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Cuban Teacher Perspectives on Race and Racism: The Pedagogy of Home-School Relations

by Arlo Kempf - 2014

Background/Context: Cuba’s education system has been the focus of academic study by researchers on and off the island who frequently cite the comparative success of Cuban students on measures such as the UNESCO math and language assessments. Few studies, however, consider the significance of race within Cuban education generally or the home–school relationship in particular. Indeed, there has been no empirical work made available on these topics for nearly a decade. Significant sociopolitical changes are underway in Cuba, with implications for the role of the state in the cultural life of the nation. Education is a key transmission point between the state and its people, with teachers as frontline cultural workers.

Purpose: This article examines the way Cuban teachers address racism in their professional practice, with a specific focus on teacher home visits to address racism with parents/guardians. The author analyzes the relationship between Cuban teachers and the families of students they teach (an under-researched form of teacher practice in an under-researched context). Little is known about teachers reaching and teaching parents directly about issues such as racism. Further, there is limited research on the ways in which understanding of citizenship and professional responsibility impact teachers’ work and pedagogy in their interactions with parents.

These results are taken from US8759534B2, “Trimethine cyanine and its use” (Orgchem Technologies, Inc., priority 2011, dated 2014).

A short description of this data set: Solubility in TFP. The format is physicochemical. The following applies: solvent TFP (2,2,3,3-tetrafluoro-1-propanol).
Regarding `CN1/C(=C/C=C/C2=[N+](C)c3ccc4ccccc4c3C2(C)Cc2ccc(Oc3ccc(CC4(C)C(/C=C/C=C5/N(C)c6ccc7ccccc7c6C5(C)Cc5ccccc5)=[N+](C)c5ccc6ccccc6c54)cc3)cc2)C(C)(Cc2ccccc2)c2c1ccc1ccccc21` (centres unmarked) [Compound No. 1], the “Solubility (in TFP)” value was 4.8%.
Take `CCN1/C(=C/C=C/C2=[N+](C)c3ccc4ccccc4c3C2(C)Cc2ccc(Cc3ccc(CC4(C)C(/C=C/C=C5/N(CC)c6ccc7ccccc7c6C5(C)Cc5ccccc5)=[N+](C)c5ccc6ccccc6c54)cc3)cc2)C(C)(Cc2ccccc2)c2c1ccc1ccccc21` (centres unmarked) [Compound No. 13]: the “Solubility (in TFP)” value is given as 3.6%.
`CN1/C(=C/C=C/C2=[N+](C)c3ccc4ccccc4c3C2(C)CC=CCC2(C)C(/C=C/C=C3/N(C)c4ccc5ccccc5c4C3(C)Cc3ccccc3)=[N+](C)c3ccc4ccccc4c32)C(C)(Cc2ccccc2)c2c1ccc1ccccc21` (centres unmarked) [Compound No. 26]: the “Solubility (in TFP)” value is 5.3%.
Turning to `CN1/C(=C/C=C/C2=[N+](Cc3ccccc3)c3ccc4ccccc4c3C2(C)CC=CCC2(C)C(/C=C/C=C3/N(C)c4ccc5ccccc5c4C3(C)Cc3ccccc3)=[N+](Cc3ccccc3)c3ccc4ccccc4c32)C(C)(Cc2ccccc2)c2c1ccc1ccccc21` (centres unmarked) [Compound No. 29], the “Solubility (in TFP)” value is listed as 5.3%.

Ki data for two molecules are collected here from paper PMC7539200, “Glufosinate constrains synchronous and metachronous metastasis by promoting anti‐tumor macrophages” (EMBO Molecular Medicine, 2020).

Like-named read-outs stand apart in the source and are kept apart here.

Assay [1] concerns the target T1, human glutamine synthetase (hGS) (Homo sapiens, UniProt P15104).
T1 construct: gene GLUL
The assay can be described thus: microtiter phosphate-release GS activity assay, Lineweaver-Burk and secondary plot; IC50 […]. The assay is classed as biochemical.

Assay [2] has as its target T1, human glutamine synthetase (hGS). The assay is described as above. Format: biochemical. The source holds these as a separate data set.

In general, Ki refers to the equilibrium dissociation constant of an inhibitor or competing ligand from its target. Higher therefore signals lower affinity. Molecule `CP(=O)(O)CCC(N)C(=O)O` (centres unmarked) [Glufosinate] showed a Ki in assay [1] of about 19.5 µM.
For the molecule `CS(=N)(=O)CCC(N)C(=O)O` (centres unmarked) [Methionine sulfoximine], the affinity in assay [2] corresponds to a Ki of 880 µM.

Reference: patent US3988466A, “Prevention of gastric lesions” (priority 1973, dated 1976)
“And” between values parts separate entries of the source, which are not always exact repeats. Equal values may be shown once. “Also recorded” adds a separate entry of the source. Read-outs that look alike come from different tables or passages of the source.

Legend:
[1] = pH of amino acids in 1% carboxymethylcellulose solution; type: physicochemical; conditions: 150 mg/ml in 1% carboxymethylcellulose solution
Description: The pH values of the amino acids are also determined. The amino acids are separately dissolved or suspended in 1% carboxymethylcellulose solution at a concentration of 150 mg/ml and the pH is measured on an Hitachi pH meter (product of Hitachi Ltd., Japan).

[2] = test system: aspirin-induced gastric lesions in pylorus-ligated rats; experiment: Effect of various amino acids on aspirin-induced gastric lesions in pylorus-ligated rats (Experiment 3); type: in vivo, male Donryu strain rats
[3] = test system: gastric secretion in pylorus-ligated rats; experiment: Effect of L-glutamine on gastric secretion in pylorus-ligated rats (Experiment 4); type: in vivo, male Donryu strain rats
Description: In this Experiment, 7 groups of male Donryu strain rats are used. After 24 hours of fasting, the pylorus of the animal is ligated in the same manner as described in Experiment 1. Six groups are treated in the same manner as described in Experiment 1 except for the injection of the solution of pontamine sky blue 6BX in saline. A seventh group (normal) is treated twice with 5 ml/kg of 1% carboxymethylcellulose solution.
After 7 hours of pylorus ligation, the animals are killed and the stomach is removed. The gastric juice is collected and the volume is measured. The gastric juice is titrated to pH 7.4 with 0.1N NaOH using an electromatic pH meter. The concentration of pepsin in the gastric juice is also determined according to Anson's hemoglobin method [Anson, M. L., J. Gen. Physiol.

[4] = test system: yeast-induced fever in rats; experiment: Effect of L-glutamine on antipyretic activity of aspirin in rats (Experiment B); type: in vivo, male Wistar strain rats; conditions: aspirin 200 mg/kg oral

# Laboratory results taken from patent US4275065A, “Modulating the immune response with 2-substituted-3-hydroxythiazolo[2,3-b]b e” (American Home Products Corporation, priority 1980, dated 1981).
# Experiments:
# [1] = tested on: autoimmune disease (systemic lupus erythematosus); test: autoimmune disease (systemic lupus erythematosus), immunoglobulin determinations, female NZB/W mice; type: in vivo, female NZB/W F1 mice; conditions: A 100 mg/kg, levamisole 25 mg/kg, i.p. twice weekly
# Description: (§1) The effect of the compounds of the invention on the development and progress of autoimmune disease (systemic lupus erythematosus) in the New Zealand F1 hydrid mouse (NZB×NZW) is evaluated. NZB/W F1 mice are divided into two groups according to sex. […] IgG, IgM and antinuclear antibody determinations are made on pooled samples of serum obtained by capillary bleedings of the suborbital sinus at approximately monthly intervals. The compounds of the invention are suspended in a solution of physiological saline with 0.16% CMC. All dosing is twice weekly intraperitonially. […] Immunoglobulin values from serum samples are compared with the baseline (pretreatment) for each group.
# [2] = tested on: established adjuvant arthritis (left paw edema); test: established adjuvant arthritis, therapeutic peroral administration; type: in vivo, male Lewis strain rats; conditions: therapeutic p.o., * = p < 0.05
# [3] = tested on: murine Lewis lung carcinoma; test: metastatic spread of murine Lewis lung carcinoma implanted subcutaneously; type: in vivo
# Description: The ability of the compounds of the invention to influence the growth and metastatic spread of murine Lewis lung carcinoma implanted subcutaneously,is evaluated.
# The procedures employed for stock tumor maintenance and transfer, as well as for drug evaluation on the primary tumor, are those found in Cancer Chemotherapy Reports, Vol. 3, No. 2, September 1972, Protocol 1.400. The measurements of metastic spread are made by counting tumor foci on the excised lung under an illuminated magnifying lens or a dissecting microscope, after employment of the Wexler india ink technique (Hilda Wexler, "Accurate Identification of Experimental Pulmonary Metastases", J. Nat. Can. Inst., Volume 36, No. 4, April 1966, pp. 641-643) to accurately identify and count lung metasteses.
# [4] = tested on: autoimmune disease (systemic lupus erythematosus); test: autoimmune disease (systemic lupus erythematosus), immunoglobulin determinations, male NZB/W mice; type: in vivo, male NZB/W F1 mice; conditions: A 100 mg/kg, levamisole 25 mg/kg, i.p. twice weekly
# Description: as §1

Setting: Havana, Cuba.

Participants: All interviewees were teachers from downtown Havana. Twenty-two male and 23 female teachers participated. Fifteen of the teachers were Mestizo (of mixed race), one was Chinese-Cuban, 21 were Afro-Cuban, and eight were White. Survey participants were drawn from across Havana’s 15 boroughs. Among respondents, 67.4% were female and 32.6% were male. As far as race, 57.8% identified as Mestizo, 18.9% identified as Afro-Cuban, 22% identified as White, and 1.3% identified as Chinese.